Oklahoma Weighs ‘Undergrounding’ Options For Power Grid

By Jeff Griffin, Senior Editor | August 2008 Vol. 63 No. 8
Ice storms frequently cause major power outages and can be costly and difficult to repair quickly. (Photo courtesy Public Servic

The Public Utility Division of the Oklahoma Corporation Commission (OCC) has completed an investigation into measures that could be taken to protect the state's power infrastructure from ice, wind and other disasters that have the potential of disrupting electrical service. Some of the measures could have a substantial impact on underground construction.

The three member commission held a public hearing on the issue June 30. No action was taken, but commissioners requested its staff to prepare recommendations about which measures suggested in the study should receive priority and to prepare estimates of the costs for implementing them.

The study was undertaken early this year after a December 2007 storm knocked out power to more than 620,000 electrical customers in the state. Some residents and businesses were without electrical service for several weeks.

One of the questions raised following the late 2007 storm was why more of the state's power lines are not underground where they would be protected from weather related risks. Costs and other issues related to placing more power lines underground were focal points of the study.

Key findings

A preliminary summary of the report released by OCC cites key findings:

• Climatological data support the theory that Oklahoma will experience an increase in the number of storms likely to disrupt electrical service;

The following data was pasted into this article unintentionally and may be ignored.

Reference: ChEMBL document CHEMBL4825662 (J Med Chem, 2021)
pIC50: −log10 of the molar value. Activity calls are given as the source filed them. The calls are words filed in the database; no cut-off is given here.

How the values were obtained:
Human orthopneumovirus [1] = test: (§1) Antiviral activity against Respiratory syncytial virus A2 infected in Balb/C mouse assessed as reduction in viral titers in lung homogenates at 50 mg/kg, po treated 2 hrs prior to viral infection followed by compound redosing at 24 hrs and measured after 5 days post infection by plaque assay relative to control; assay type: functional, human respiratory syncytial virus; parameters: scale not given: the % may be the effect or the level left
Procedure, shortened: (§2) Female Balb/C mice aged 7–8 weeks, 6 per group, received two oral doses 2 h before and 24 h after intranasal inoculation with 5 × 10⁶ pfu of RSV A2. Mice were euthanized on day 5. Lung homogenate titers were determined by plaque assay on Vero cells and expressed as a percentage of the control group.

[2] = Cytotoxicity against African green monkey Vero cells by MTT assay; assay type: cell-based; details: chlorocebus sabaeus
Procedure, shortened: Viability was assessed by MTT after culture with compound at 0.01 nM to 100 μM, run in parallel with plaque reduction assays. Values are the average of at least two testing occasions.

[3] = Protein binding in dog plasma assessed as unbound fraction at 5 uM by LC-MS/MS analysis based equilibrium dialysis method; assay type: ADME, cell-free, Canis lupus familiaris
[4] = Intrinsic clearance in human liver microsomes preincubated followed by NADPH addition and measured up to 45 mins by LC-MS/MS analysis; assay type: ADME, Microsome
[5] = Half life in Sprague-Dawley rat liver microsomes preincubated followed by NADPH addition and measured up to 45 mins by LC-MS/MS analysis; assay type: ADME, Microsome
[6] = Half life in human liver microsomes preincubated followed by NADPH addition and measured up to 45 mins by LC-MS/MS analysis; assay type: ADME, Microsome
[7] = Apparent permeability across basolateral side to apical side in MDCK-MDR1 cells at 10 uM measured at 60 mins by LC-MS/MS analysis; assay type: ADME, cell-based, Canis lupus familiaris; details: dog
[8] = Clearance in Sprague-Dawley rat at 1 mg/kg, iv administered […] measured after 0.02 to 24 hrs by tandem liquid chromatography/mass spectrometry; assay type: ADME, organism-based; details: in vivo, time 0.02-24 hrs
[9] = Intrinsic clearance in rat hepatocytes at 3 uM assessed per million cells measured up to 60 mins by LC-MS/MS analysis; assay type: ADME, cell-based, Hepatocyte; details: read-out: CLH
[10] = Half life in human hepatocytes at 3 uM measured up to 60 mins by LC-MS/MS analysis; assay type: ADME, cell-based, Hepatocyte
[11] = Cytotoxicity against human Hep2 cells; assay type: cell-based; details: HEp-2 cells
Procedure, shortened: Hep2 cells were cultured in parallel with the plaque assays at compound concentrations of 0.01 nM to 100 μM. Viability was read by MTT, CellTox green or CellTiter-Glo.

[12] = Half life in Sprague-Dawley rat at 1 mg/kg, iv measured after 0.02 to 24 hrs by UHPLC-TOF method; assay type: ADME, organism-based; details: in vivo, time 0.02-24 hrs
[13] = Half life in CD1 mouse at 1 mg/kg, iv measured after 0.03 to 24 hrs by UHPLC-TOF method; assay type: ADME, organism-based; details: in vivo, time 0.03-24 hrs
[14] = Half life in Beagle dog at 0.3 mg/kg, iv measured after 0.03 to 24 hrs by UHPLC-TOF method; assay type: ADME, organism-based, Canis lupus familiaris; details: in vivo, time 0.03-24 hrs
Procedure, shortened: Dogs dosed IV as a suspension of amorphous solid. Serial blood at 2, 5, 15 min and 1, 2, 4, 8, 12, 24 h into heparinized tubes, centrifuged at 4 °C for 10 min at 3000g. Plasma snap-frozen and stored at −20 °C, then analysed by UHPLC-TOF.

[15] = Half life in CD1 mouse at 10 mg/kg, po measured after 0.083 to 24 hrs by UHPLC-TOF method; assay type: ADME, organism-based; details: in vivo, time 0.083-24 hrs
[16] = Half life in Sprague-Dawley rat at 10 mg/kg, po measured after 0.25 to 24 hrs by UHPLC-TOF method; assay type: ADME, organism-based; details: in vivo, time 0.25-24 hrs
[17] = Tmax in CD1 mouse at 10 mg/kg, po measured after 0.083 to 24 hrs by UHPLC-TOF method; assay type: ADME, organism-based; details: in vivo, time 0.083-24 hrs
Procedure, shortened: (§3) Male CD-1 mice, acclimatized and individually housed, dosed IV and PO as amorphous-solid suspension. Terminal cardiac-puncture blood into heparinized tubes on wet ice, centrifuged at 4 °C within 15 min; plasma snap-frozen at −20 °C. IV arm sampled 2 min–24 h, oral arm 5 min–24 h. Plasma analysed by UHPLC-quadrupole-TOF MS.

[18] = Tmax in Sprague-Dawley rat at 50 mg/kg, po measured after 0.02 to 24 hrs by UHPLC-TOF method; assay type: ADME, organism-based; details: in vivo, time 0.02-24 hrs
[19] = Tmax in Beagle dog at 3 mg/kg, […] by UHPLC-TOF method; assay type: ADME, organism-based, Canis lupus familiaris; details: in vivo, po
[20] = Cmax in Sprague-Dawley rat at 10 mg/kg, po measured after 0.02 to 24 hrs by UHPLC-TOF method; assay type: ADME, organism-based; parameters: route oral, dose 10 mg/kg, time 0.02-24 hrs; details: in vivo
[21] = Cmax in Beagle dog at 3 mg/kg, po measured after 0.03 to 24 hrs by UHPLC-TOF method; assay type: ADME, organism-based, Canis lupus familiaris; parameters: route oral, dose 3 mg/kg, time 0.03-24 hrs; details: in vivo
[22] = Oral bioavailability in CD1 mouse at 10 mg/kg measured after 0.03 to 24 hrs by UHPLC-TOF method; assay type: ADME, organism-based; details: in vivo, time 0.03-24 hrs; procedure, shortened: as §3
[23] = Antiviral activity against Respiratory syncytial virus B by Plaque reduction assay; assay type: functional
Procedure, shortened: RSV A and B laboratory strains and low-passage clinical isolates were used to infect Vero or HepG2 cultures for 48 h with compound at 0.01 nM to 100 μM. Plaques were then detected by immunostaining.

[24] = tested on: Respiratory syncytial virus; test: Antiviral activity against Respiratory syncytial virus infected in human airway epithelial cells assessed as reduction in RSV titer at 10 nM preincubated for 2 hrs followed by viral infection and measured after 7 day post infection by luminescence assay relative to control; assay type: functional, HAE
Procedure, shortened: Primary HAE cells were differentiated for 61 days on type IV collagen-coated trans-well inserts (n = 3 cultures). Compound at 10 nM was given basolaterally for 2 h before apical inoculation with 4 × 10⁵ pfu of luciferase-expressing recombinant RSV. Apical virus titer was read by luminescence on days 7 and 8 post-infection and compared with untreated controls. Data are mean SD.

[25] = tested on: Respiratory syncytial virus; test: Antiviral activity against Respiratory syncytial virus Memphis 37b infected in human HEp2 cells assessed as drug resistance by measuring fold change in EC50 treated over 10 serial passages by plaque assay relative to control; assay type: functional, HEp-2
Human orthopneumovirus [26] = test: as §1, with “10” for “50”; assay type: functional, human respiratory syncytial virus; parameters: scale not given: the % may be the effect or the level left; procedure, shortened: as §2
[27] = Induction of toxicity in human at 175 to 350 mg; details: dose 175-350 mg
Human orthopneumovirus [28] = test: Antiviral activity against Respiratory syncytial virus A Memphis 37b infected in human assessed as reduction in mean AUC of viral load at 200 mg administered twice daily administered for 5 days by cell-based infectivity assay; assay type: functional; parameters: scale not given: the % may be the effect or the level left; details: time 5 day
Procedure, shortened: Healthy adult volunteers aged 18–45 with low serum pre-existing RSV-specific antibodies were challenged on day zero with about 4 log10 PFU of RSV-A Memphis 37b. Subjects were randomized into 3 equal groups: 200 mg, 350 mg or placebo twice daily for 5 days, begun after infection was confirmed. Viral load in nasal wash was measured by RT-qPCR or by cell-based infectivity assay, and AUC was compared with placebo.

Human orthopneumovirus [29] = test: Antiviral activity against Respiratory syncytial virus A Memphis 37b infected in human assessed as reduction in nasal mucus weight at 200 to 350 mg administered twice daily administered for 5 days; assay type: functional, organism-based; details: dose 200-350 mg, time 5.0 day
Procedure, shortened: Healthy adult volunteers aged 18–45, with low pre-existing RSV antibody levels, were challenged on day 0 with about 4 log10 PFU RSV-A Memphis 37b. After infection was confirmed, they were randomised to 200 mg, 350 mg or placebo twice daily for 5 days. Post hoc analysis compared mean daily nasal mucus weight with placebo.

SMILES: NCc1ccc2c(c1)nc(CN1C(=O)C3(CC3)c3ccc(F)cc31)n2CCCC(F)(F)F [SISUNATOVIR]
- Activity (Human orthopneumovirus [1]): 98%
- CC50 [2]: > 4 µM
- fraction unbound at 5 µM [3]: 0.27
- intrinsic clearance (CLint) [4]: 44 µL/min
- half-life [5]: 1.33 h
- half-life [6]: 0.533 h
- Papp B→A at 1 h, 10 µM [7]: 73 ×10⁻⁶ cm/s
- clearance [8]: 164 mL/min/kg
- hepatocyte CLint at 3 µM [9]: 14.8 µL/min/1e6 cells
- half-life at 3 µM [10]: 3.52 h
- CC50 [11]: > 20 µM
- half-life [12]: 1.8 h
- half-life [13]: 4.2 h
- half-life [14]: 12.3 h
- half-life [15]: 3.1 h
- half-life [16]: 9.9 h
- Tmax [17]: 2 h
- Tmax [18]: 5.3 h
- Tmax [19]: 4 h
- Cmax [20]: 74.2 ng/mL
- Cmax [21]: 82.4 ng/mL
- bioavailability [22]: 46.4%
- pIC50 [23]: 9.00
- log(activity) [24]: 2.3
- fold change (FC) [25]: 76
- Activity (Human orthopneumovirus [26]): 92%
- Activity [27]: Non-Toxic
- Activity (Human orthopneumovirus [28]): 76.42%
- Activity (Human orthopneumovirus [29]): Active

• Full immediate undergrounding of transmission and distribution infrastructure would be too costly to be feasible;

• Efforts to increase the ability of the state's electrical delivery systems to better withstand such storms should be multifaceted and target undergrounding, "hardening" infrastructure and improved vegetation management. Hardening is defined as improvements to equipment that will minimize weather related damage.

The Public Utility Division staff recommends the commission institute legislative and rulemaking processes to determine the feasibility, support and exact requirements for 12 measures:

1. Bury drop [service] lines and/or create a pilot program to test newly available service entrance/disconnect systems.

2. Bury all new lateral distribution lines.

3. Bury existing lateral distribution lines when requested by a majority of customers in a neighborhood.

4. Identify "fully urbanized" main distribution lines [lines that are at capacity for lateral line connections] and require their burial when the line is replaced as part of normal maintenance or repair.